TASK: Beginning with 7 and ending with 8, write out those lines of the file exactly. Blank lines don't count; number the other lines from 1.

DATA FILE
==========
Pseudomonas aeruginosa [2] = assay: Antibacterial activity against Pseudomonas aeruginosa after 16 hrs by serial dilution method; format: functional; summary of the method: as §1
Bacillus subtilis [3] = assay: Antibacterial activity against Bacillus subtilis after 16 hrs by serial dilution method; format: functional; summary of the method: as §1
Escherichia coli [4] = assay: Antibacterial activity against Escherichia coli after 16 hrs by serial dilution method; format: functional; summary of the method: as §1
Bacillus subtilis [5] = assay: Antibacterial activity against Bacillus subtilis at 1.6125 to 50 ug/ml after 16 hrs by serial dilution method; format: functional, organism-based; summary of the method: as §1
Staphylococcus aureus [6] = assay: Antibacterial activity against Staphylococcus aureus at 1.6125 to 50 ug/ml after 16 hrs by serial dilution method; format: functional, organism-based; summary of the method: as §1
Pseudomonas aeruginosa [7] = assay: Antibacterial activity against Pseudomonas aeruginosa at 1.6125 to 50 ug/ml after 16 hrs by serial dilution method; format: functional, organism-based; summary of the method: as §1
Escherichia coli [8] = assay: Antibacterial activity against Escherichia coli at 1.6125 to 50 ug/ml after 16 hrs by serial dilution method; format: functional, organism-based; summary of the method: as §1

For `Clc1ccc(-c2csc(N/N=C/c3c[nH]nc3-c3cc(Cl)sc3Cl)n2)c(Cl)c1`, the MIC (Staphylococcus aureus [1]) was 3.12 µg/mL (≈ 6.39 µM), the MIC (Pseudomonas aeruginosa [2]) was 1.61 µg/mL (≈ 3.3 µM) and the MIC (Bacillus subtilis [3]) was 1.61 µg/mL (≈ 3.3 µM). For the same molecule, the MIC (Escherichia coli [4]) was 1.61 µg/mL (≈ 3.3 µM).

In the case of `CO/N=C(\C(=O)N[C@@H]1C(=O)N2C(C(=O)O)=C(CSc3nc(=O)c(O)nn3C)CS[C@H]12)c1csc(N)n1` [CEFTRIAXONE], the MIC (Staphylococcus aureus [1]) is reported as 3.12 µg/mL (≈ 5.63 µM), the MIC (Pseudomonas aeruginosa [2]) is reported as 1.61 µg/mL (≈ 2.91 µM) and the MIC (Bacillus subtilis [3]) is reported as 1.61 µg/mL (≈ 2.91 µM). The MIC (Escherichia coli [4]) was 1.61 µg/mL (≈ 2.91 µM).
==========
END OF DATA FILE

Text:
Escherichia coli [8] = assay: Antibacterial activity against Escherichia coli at 1.6125 to 50 ug/ml after 16 hrs by serial dilution method; format: functional, organism-based; summary of the method: as §1

For `Clc1ccc(-c2csc(N/N=C/c3c[nH]nc3-c3cc(Cl)sc3Cl)n2)c(Cl)c1`, the MIC (Staphylococcus aureus [1]) was 3.12 µg/mL (≈ 6.39 µM), the MIC (Pseudomonas aeruginosa [2]) was 1.61 µg/mL (≈ 3.3 µM) and the MIC (Bacillus subtilis [3]) was 1.61 µg/mL (≈ 3.3 µM). For the same molecule, the MIC (Escherichia coli [4]) was 1.61 µg/mL (≈ 3.3 µM).